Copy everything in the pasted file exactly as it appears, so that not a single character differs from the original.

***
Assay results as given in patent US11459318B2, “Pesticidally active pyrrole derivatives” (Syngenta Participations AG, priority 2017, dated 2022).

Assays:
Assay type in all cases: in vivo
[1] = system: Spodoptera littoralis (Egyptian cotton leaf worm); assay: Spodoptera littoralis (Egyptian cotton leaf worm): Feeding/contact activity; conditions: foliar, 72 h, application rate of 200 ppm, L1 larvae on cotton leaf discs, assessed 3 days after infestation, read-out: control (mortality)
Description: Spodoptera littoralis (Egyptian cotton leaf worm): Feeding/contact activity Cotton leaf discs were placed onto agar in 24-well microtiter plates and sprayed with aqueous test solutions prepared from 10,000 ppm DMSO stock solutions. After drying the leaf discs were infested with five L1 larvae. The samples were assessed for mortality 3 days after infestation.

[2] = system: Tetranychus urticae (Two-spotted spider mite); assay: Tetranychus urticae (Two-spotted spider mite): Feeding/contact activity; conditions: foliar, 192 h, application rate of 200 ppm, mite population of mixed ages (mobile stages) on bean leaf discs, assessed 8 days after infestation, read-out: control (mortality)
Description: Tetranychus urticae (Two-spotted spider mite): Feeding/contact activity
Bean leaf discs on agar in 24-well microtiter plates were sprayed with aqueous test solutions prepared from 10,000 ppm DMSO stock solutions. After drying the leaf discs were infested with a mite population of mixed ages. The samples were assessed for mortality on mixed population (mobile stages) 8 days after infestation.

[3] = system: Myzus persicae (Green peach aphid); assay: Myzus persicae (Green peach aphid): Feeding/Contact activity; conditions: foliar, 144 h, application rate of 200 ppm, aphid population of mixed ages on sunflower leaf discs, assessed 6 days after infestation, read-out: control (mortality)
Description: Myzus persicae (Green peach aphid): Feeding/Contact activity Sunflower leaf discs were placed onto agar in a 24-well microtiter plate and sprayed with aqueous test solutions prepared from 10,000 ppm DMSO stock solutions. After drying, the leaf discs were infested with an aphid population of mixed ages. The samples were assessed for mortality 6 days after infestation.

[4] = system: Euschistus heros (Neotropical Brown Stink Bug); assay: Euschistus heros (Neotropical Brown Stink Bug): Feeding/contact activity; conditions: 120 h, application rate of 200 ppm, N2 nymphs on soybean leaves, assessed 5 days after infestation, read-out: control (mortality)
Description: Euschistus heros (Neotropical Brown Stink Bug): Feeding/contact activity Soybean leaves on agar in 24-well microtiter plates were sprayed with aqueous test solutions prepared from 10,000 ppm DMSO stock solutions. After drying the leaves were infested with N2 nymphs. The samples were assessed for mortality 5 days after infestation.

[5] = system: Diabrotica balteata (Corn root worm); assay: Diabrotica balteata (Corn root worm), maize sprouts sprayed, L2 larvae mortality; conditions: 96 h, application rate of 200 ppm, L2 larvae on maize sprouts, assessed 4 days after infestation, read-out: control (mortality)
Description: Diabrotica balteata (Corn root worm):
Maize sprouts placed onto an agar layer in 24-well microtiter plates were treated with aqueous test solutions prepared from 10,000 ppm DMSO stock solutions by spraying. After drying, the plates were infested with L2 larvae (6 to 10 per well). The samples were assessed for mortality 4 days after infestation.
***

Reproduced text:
Assay results as given in patent US11459318B2, “Pesticidally active pyrrole derivatives” (Syngenta Participations AG, priority 2017, dated 2022).

Assays:
Assay type in all cases: in vivo
[1] = system: Spodoptera littoralis (Egyptian cotton leaf worm); assay: Spodoptera littoralis (Egyptian cotton leaf worm): Feeding/contact activity; conditions: foliar, 72 h, application rate of 200 ppm, L1 larvae on cotton leaf discs, assessed 3 days after infestation, read-out: control (mortality)
Description: Spodoptera littoralis (Egyptian cotton leaf worm): Feeding/contact activity Cotton leaf discs were placed onto agar in 24-well microtiter plates and sprayed with aqueous test solutions prepared from 10,000 ppm DMSO stock solutions. After drying the leaf discs were infested with five L1 larvae. The samples were assessed for mortality 3 days after infestation.

[2] = system: Tetranychus urticae (Two-spotted spider mite); assay: Tetranychus urticae (Two-spotted spider mite): Feeding/contact activity; conditions: foliar, 192 h, application rate of 200 ppm, mite population of mixed ages (mobile stages) on bean leaf discs, assessed 8 days after infestation, read-out: control (mortality)
Description: Tetranychus urticae (Two-spotted spider mite): Feeding/contact activity
Bean leaf discs on agar in 24-well microtiter plates were sprayed with aqueous test solutions prepared from 10,000 ppm DMSO stock solutions. After drying the leaf discs were infested with a mite population of mixed ages. The samples were assessed for mortality on mixed population (mobile stages) 8 days after infestation.

[3] = system: Myzus persicae (Green peach aphid); assay: Myzus persicae (Green peach aphid): Feeding/Contact activity; conditions: foliar, 144 h, application rate of 200 ppm, aphid population of mixed ages on sunflower leaf discs, assessed 6 days after infestation, read-out: control (mortality)
Description: Myzus persicae (Green peach aphid): Feeding/Contact activity Sunflower leaf discs were placed onto agar in a 24-well microtiter plate and sprayed with aqueous test solutions prepared from 10,000 ppm DMSO stock solutions. After drying, the leaf discs were infested with an aphid population of mixed ages. The samples were assessed for mortality 6 days after infestation.

[4] = system: Euschistus heros (Neotropical Brown Stink Bug); assay: Euschistus heros (Neotropical Brown Stink Bug): Feeding/contact activity; conditions: 120 h, application rate of 200 ppm, N2 nymphs on soybean leaves, assessed 5 days after infestation, read-out: control (mortality)
Description: Euschistus heros (Neotropical Brown Stink Bug): Feeding/contact activity Soybean leaves on agar in 24-well microtiter plates were sprayed with aqueous test solutions prepared from 10,000 ppm DMSO stock solutions. After drying the leaves were infested with N2 nymphs. The samples were assessed for mortality 5 days after infestation.

[5] = system: Diabrotica balteata (Corn root worm); assay: Diabrotica balteata (Corn root worm), maize sprouts sprayed, L2 larvae mortality; conditions: 96 h, application rate of 200 ppm, L2 larvae on maize sprouts, assessed 4 days after infestation, read-out: control (mortality)
Description: Diabrotica balteata (Corn root worm):
Maize sprouts placed onto an agar layer in 24-well microtiter plates were treated with aqueous test solutions prepared from 10,000 ppm DMSO stock solutions by spraying. After drying, the plates were infested with L2 larvae (6 to 10 per well). The samples were assessed for mortality 4 days after infestation.